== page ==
Where in the Web Are We?

It’s been a busy week for CollazoProjects!

If you’ve missed any of these projects we’ve just finished, just click on over and get caught up!

Why Travel is the Most Patriotic Act You Can Do: In celebration of July 4, Julie reflects upon why she travels to Cuba (hint: it’s not the rum or the sun) and why travel is the most patriotic act an American can make.

From the article:

I believe that the act of traveling and then sharing is the most American, the most patriotic, the most democratic act an ordinary citizen can take.”

On another Cuban note, we want to give you advance notice that Francisco will be teaching a Cuban cooking class at the Whole Foods Culinary Center on Bowery Street in New York City on October 24.

The three hour class (6:30 PM-9:30 PM) promises to be informational, hands-on, fun, and tasty– all in Francisco’s usual signature style! Be sure to keep your eye on the Culinary Center’s calendar and sign up page: tickets are sure to go fast and there are only 12 spots in the class!

Top 10 Tips for Stretching Your Travel Dollar : A two-part series on MatadorPulse with Julie’s suggestions about how you can make your vacation dollar go the extra mile. Part 1 is here; part 2 is here.

Tips for Traveling in “Dangerous” Places: As we get prepared for a Colombia trip and hear “Be careful down there!” one too many times, Julie offers some practical tips for traveling safely in “dangerous” areas… and anywhere, for that matter. From the introduction to the article:

“…our perceptions of what make a place seem dangerous are shaped by many factors—the hyper-dramatic media more interested in getting a quick and juicy story rather than sticking around to figure out the complicated dynamics of a place; government agencies driving their own political and economic agendas; and rumors that have taken on a life of their own. All of these are dubious sources of useful information for the traveler getting ready to depart for a place that’s perceived as having a high danger factor.”

Finally, Julie’s guest blog about living your dream life appeared on Christine Gilbert’s website earlier this week. Be sure to check it out!

Thanks for visiting and have a great week!- Francisco & Julie

Cuba postcard photo: wedgienet
Colombian girl photo: Philip Bouchard

Rice Riot!

Over at MatadorPulse, my buddy and co-editor, Eva Holland, recently posted a collection of photos of Japanese rice field art.

In a matter of hours, Eva’s photo blog attracted more than 50,000 visitors, many of whom have been hotly debating whether the rice fields are a miracle of planters’ hands or the skillful mouse-work of a clever Photoshop user.

Most of the commenters have been dubious that the cool designs could be man-made, citing as evidence that there’s no such thing as black, yellow, or brown rice.

Actually, there are more than 40,000 kinds of rice that are grown on this big blue planet, among them the Bhutanese red, the Japonica black, and Emperor’s Green Rice (yes, the grain is green, and no, it’s not dyed), which I’ve only seen for sale once: at Kalustyan’s in New York City.

In honor of the rice riot over at MatadorPulse, Chef Francisco is sharing one of his favorite rice recipes with you. Read on!

Indian Style Saffron Rice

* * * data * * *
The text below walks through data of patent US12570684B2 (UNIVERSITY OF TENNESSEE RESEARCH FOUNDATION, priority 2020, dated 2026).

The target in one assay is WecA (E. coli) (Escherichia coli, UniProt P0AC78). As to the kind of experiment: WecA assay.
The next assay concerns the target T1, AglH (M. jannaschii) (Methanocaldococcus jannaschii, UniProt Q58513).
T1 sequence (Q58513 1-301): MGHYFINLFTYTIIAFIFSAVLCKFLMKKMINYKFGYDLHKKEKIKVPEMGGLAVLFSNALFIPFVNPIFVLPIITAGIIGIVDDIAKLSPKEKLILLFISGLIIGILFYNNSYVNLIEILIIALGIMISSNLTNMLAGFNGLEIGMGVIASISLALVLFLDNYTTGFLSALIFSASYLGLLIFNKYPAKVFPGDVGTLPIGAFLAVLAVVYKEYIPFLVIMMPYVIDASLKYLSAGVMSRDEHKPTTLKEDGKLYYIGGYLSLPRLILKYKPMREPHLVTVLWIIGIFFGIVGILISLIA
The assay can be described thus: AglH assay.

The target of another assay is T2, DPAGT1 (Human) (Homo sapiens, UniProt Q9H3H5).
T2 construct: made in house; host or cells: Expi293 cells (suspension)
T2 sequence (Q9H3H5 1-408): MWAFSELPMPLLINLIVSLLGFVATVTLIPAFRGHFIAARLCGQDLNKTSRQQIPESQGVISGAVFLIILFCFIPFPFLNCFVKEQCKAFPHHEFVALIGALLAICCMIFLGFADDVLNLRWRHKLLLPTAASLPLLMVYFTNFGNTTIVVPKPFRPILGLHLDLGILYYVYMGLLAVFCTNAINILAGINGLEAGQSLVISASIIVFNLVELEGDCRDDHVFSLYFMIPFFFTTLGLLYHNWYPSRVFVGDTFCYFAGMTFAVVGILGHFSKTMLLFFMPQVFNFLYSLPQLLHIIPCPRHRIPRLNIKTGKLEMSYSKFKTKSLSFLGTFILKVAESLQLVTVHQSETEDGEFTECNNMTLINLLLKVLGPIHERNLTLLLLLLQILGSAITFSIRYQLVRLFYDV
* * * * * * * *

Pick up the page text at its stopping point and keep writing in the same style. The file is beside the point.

While saffron is often associated with Spanish style rice dishes, it can also be incorporated quite well into Indian rices. In this recipe, I use saffron in jasmine rice and help the distinct flavors of both pop with some other unexpected ingredients. Since this rice is so flavorful, it’s best to serve it alongside a tamer flavored steamed chicken or fish.

INGREDIENTS
*1 cup jasmine rice
*1/2 teaspoon saffron (threads, not powder) that have been steeped for 5 minutes in 2 tablespoons of boiling water
*2 cups stock (you can use chicken or vegetable)
*6 tablespoons of extra virgin olive oil
*1/2 cup of red onion, minced
*1 cinnamon stick
*2 cloves (whole)
*1-1/2 tablespoons brown sugar (preferably packed granulated, rather than turbinado or mascarbado)
*1 tablespoon honey
*1 teaspoon salt
*1 pinch of ground coriander
*1 pinch of ground cardamom

DIRECTIONS
1) Place the rice in a colander and run cold water over the rice until the water runs clear. Shake the rice a few times to release the extra water and set aside.
2) Heat the olive oil over medium heat in a heavy-bottom sauce pan (preferably one the size of your burner). Once the oil is hot, add the cinnamon stick and the two cloves and stir them around until they begin to release their aromas. Once you’re smelling the rich spices, add the onions and continue sauteeing until these are soft and golden.
3) Once the onions are ready, add the rice and stir constantly for five minutes using a wooden spoon.
4) Add your stock, brown sugar, honey, salt, coriander, and cardamom. Continue stirring until the sugar and honey are dissolved.
5) Once the sugar and honey are dissolved, bring the rice mixture in your pan to a boil. Once boiling, reduce the heat to low and allow the rice to simmer.
6) As the rice begins to simmer, add the saffron (leaving it in the water in which it’s been steeping).
7) Cover your pan with a tight-fitting lid and allow to cook for 25 minutes. Then, test the rice. If it’s tender, remove from the heat and fluff the rice with a fork. If the rice is not tender, simmer a bit more.

Serves 4.

Rice Art Photos: ayuko106 (creative commons)
Saffron Photo: Mar Mar (creative commons)

What’s your favorite rice recipe? Do you have a hard time cooking rice perfectly? Send Francisco a comment and he’ll help you troubleshoot your rice woes!